Rainbows are awe-inspiring. From childhood, we admire the majestic bow overhead with delight. Myths regarding rainbows abound, especially the mythical, unattainable pot of gold from the leprechaun.
The scientific aspects are fascinating, too. Have you noticed that rainbows are full circles? The outer arch is a primary arch that is then reversed in a duplicate rainbow. We cannot see the other half of the circle due to our position on earth. But, it’s there.
The Noahic covenant was simple on the surface — God will never again flood the entire world. Even so, God found the remnants of the flood’s destruction devastating and ineffective. Evil still lives in our hearts, in fact it’s in our very nature (Genesis 8:22-23). The solution was not in destroying his creation but in changing our hearts. Therefore, God offered us the rainbow as a sign so we could remember his promise to be merciful.
Even more than the promise not to reboot humanity via a flood, the rainbow is a sign of God choosing mercy and grace. God’s first covenant promise, exhibited in the rainbow, shows his decision to be merciful despite our shortcomings. This covenant promise helps define our relationship with God.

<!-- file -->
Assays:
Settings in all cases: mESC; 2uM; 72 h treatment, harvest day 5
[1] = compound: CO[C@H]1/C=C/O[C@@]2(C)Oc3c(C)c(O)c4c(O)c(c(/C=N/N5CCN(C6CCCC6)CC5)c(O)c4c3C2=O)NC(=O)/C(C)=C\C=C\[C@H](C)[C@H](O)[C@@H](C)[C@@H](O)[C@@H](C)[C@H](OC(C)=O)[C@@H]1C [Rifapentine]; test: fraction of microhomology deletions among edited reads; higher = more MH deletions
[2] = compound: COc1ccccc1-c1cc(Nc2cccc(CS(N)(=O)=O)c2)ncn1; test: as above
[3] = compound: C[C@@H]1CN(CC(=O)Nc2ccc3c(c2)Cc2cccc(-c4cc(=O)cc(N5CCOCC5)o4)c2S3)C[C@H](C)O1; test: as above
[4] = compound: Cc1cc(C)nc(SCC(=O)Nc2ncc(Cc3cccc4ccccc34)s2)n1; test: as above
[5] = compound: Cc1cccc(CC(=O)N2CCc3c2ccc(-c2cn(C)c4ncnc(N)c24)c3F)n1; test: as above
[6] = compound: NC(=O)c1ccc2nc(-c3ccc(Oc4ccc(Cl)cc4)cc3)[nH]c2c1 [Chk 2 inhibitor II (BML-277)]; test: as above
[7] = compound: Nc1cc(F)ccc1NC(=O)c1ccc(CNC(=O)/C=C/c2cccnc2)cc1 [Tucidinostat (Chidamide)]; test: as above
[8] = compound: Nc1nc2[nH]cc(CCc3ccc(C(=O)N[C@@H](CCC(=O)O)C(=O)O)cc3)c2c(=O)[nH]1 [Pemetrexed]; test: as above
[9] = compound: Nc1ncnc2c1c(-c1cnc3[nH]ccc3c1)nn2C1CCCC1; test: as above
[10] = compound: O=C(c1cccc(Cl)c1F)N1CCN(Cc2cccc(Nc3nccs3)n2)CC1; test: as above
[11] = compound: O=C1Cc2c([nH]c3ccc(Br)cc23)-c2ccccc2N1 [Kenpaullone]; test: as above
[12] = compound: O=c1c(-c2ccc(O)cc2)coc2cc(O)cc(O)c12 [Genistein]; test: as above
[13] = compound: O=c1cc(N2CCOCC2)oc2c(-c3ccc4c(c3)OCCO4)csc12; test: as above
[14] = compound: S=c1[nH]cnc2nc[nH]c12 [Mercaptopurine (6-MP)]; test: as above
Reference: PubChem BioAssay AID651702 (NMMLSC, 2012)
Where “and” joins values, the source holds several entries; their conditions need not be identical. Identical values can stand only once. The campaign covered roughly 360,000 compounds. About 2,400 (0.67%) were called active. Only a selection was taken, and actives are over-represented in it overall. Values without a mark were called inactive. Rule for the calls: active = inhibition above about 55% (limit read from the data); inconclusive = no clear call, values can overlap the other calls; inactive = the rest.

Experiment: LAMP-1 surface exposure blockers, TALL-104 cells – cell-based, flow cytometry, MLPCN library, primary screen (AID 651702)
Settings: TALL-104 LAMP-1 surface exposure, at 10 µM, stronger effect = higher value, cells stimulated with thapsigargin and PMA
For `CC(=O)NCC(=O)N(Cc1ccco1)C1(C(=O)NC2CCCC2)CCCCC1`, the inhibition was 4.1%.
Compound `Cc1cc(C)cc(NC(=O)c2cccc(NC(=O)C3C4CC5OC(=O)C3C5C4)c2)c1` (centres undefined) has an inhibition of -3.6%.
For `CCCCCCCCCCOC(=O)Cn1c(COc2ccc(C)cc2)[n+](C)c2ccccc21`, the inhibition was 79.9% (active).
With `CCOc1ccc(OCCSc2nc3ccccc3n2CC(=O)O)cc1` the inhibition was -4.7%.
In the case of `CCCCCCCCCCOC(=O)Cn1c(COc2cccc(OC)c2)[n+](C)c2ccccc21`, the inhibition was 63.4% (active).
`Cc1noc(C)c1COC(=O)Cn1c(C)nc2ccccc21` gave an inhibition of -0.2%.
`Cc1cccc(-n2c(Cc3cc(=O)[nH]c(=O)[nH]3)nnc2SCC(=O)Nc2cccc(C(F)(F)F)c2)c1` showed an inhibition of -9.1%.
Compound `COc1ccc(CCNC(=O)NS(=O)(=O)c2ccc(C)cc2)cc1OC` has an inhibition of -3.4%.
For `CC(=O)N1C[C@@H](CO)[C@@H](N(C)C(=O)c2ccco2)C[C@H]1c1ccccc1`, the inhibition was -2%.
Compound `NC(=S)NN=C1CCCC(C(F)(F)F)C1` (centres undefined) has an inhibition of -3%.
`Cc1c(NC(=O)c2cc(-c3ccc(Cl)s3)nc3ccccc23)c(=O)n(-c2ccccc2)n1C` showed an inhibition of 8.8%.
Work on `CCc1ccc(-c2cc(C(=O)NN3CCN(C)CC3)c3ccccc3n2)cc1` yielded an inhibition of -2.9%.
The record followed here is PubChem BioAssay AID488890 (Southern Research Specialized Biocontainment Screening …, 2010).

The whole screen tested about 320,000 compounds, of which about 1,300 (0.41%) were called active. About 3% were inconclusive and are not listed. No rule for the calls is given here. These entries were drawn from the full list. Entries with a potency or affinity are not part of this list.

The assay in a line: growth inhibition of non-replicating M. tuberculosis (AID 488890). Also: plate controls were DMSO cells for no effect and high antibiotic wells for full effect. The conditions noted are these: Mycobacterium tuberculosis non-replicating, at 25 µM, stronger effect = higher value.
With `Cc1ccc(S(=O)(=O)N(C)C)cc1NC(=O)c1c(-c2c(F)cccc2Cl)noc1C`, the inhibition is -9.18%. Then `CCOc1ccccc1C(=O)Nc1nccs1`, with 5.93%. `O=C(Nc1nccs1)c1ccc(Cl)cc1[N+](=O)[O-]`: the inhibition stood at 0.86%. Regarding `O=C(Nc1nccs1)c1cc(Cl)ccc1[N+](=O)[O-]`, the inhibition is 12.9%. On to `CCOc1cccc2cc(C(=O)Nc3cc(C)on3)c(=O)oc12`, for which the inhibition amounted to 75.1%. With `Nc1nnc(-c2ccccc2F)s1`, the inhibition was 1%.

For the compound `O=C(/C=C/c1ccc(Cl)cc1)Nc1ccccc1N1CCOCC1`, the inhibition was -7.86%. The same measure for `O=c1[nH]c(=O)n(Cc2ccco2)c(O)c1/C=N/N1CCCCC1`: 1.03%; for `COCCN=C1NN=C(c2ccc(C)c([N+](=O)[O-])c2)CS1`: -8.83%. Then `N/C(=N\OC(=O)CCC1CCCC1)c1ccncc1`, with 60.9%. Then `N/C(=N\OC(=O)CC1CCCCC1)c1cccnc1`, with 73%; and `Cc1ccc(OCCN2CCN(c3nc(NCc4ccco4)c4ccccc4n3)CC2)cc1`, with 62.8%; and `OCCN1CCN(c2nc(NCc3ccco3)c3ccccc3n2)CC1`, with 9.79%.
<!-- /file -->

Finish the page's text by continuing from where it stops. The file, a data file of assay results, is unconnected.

Mercy and grace are the proverbial pot of gold at the end of the rainbow. They aren’t mythical. They are attainable. Every rainbow reminds us that God’s mercy has allowed us to be saved by grace and not as a result of our actions.
Lord, thank you for your mercy and grace. I am thankful that you have chosen mercy despite my flaws. Please help me deal with others in my life mercifully and remember that the covenant of the rainbow was made to all humanity. Please help me serve as your messenger of your promises. Amen.
Go Deeper — Almost every day you are given the opportunity to choose mercy. Who in your life needs to be shown God’s grace and mercy through your actions?
Photo Credit: Johanes Plenio